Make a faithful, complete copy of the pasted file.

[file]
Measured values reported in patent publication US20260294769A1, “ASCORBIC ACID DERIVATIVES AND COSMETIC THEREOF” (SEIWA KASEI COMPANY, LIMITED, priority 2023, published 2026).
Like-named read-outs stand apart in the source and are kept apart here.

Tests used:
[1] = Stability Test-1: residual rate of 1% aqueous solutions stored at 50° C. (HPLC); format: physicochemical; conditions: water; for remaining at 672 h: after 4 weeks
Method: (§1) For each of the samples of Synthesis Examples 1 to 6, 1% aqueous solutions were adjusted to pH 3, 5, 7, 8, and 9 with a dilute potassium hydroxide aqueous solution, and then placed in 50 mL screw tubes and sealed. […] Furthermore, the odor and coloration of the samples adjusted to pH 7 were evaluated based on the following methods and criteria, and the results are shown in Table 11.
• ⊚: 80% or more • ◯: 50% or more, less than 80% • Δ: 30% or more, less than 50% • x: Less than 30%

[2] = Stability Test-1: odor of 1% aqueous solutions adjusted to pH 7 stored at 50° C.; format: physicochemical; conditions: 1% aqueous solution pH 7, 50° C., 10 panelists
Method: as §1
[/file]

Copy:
Measured values reported in patent publication US20260294769A1, “ASCORBIC ACID DERIVATIVES AND COSMETIC THEREOF” (SEIWA KASEI COMPANY, LIMITED, priority 2023, published 2026).
Like-named read-outs stand apart in the source and are kept apart here.

Tests used:
[1] = Stability Test-1: residual rate of 1% aqueous solutions stored at 50° C. (HPLC); format: physicochemical; conditions: water; for remaining at 672 h: after 4 weeks
Method: (§1) For each of the samples of Synthesis Examples 1 to 6, 1% aqueous solutions were adjusted to pH 3, 5, 7, 8, and 9 with a dilute potassium hydroxide aqueous solution, and then placed in 50 mL screw tubes and sealed. […] Furthermore, the odor and coloration of the samples adjusted to pH 7 were evaluated based on the following methods and criteria, and the results are shown in Table 11.
• ⊚: 80% or more • ◯: 50% or more, less than 80% • Δ: 30% or more, less than 50% • x: Less than 30%

[2] = Stability Test-1: odor of 1% aqueous solutions adjusted to pH 7 stored at 50° C.; format: physicochemical; conditions: 1% aqueous solution pH 7, 50° C., 10 panelists
Method: as §1